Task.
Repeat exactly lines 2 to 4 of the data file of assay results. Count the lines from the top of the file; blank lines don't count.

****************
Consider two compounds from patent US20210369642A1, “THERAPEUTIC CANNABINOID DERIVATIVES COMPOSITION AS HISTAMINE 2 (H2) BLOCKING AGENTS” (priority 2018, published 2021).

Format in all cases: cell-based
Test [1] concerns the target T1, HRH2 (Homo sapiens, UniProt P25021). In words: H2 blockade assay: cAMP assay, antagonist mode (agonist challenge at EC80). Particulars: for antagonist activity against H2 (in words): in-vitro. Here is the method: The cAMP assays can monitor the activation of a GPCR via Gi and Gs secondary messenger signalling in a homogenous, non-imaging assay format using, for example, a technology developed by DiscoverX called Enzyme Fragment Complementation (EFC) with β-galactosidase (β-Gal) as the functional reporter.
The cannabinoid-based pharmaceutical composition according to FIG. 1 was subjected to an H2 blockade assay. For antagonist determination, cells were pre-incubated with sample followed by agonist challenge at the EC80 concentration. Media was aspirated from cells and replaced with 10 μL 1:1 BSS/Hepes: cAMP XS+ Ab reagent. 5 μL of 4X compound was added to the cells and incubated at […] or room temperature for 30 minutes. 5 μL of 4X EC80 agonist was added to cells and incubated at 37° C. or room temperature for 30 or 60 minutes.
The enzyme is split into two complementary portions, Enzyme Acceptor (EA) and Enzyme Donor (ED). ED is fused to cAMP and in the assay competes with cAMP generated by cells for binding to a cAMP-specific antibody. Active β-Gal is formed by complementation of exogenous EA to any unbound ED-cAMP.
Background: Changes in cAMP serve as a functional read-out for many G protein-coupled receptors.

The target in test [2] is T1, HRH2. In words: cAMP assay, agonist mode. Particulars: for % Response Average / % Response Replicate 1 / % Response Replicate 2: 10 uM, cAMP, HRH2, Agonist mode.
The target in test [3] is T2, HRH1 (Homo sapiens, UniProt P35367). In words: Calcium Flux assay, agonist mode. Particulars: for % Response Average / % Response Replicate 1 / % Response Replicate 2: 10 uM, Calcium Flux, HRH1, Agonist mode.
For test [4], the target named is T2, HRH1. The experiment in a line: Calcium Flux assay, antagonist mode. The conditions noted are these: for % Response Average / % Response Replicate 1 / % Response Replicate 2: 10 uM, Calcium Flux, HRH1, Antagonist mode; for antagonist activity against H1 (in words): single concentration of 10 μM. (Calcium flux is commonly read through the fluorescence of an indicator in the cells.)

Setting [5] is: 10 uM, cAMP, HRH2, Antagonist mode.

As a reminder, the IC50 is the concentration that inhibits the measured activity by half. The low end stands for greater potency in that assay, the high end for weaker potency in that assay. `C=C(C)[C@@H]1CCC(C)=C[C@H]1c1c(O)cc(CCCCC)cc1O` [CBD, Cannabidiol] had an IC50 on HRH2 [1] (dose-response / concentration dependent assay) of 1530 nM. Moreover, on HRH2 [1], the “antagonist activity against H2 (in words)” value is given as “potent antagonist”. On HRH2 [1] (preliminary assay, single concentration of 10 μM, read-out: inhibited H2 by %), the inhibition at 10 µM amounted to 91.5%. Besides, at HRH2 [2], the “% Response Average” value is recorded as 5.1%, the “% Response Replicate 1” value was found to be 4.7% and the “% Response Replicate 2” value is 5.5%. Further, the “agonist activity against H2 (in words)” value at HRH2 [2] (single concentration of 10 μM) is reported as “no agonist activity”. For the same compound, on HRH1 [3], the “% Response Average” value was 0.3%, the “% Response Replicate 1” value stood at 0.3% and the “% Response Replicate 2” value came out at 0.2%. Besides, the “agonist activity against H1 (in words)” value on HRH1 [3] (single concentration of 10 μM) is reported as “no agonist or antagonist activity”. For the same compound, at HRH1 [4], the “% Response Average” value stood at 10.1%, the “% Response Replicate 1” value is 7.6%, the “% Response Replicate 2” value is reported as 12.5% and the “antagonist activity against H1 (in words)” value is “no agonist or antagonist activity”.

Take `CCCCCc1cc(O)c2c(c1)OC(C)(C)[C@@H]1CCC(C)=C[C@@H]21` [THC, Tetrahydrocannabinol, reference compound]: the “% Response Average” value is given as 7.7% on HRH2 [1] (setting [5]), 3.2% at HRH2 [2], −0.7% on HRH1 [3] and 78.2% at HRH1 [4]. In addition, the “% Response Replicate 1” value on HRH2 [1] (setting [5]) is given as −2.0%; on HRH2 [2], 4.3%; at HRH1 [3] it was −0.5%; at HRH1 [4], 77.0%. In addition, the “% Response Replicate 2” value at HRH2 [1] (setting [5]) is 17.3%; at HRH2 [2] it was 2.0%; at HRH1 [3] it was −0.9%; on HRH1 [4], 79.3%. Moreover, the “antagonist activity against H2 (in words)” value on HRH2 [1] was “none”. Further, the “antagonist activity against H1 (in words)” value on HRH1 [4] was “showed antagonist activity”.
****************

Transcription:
Format in all cases: cell-based
Test [1] concerns the target T1, HRH2 (Homo sapiens, UniProt P25021). In words: H2 blockade assay: cAMP assay, antagonist mode (agonist challenge at EC80). Particulars: for antagonist activity against H2 (in words): in-vitro. Here is the method: The cAMP assays can monitor the activation of a GPCR via Gi and Gs secondary messenger signalling in a homogenous, non-imaging assay format using, for example, a technology developed by DiscoverX called Enzyme Fragment Complementation (EFC) with β-galactosidase (β-Gal) as the functional reporter.
The cannabinoid-based pharmaceutical composition according to FIG. 1 was subjected to an H2 blockade assay. For antagonist determination, cells were pre-incubated with sample followed by agonist challenge at the EC80 concentration. Media was aspirated from cells and replaced with 10 μL 1:1 BSS/Hepes: cAMP XS+ Ab reagent. 5 μL of 4X compound was added to the cells and incubated at […] or room temperature for 30 minutes. 5 μL of 4X EC80 agonist was added to cells and incubated at 37° C. or room temperature for 30 or 60 minutes.